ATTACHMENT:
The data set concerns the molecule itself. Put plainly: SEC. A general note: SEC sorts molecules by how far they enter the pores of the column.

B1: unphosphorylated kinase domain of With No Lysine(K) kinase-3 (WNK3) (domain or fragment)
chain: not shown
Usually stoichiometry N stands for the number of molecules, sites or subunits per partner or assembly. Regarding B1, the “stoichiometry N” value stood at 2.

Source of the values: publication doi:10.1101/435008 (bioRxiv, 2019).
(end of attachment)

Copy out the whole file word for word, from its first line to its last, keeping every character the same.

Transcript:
The data set concerns the molecule itself. Put plainly: SEC. A general note: SEC sorts molecules by how far they enter the pores of the column.

B1: unphosphorylated kinase domain of With No Lysine(K) kinase-3 (WNK3) (domain or fragment)
chain: not shown
Usually stoichiometry N stands for the number of molecules, sites or subunits per partner or assembly. Regarding B1, the “stoichiometry N” value stood at 2.

Source of the values: publication doi:10.1101/435008 (bioRxiv, 2019).